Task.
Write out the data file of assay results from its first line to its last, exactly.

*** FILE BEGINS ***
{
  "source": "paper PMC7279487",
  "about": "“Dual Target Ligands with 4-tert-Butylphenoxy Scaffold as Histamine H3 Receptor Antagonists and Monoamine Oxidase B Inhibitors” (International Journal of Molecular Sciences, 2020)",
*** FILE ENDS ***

{
  "source": "paper PMC7279487",
  "about": "“Dual Target Ligands with 4-tert-Butylphenoxy Scaffold as Histamine H3 Receptor Antagonists and Monoamine Oxidase B Inhibitors” (International Journal of Molecular Sciences, 2020)",